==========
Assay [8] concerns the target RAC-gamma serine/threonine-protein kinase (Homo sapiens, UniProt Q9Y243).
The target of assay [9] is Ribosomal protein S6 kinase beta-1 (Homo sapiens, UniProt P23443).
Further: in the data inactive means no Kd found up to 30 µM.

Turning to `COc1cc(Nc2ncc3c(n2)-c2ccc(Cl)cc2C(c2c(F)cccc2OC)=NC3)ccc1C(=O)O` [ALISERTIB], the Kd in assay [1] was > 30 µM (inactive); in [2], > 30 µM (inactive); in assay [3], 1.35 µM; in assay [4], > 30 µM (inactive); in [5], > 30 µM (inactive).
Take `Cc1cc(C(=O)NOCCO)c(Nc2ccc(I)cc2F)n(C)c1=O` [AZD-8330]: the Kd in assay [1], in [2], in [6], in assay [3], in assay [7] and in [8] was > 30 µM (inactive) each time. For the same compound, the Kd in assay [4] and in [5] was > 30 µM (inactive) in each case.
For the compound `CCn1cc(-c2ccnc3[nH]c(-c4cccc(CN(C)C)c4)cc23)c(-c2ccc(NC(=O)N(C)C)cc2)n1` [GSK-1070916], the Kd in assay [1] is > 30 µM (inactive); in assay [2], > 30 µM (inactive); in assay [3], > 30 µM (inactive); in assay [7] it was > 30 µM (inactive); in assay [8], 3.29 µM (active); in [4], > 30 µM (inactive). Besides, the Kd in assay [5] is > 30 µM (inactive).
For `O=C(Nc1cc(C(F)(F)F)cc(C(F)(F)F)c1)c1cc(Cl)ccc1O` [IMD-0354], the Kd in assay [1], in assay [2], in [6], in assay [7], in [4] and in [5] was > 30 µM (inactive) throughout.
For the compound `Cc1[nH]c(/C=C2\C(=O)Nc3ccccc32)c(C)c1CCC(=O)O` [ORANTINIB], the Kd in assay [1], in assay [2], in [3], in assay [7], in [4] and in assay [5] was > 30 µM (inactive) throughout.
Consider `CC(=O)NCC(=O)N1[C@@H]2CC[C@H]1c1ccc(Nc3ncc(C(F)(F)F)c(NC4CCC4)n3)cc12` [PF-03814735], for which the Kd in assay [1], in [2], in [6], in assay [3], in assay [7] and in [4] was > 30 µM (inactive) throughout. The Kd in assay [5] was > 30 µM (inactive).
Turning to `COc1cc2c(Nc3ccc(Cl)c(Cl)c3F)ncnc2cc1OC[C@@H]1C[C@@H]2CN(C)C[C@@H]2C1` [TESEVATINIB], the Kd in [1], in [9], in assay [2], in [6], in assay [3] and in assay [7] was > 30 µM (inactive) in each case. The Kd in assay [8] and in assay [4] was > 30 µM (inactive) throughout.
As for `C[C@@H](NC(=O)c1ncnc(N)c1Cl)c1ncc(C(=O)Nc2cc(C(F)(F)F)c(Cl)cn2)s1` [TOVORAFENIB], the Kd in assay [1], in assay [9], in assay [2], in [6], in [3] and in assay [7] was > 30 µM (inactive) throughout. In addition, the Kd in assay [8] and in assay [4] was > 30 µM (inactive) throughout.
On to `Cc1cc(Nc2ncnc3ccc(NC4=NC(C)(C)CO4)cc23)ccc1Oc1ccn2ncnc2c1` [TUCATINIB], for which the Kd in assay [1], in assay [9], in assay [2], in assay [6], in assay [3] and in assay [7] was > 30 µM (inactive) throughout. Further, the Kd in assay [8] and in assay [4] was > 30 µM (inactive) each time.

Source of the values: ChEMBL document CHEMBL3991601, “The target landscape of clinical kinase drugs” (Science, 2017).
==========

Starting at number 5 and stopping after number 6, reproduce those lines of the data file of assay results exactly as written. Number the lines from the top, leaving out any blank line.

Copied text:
Take `Cc1cc(C(=O)NOCCO)c(Nc2ccc(I)cc2F)n(C)c1=O` [AZD-8330]: the Kd in assay [1], in [2], in [6], in assay [3], in assay [7] and in [8] was > 30 µM (inactive) each time. For the same compound, the Kd in assay [4] and in [5] was > 30 µM (inactive) in each case.
For the compound `CCn1cc(-c2ccnc3[nH]c(-c4cccc(CN(C)C)c4)cc23)c(-c2ccc(NC(=O)N(C)C)cc2)n1` [GSK-1070916], the Kd in assay [1] is > 30 µM (inactive); in assay [2], > 30 µM (inactive); in assay [3], > 30 µM (inactive); in assay [7] it was > 30 µM (inactive); in assay [8], 3.29 µM (active); in [4], > 30 µM (inactive). Besides, the Kd in assay [5] is > 30 µM (inactive).